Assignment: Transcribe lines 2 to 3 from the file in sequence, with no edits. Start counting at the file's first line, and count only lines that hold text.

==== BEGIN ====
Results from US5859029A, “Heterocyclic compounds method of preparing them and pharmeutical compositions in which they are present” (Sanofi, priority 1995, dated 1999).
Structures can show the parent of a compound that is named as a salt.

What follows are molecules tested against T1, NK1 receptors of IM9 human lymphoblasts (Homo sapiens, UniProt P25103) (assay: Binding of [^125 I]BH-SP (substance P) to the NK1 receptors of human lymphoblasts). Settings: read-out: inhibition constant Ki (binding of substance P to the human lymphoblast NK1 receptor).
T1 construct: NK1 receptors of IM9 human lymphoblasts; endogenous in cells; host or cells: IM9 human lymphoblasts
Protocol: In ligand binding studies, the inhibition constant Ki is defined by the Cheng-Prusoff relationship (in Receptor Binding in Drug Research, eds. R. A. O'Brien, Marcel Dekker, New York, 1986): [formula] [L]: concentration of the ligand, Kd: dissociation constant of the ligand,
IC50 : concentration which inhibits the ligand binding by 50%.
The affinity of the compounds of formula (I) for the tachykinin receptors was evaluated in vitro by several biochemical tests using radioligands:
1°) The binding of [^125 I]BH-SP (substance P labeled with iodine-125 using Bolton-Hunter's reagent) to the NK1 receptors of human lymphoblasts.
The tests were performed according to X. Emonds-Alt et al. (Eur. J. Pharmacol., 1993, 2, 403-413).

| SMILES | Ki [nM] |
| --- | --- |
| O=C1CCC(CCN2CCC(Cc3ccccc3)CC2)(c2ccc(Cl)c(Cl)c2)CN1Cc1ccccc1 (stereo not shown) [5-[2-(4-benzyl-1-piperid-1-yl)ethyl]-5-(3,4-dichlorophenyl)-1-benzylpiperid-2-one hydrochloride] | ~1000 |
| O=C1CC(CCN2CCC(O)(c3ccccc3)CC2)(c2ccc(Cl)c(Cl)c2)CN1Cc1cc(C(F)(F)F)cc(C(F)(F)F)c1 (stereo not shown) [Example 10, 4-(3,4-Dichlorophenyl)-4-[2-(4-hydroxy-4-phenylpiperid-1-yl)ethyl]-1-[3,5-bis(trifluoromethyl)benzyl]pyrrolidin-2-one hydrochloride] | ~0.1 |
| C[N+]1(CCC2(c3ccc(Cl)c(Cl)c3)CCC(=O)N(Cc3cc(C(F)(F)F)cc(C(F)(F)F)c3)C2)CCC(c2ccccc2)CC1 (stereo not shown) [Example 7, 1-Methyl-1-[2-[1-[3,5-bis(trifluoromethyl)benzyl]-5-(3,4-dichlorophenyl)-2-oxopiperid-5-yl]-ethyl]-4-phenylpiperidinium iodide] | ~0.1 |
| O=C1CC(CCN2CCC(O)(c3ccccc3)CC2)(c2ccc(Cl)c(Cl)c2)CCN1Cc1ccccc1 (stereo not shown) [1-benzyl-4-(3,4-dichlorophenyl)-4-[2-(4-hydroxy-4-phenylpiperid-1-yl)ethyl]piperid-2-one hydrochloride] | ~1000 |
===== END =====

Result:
Structures can show the parent of a compound that is named as a salt.

What follows are molecules tested against T1, NK1 receptors of IM9 human lymphoblasts (Homo sapiens, UniProt P25103) (assay: Binding of [^125 I]BH-SP (substance P) to the NK1 receptors of human lymphoblasts). Settings: read-out: inhibition constant Ki (binding of substance P to the human lymphoblast NK1 receptor).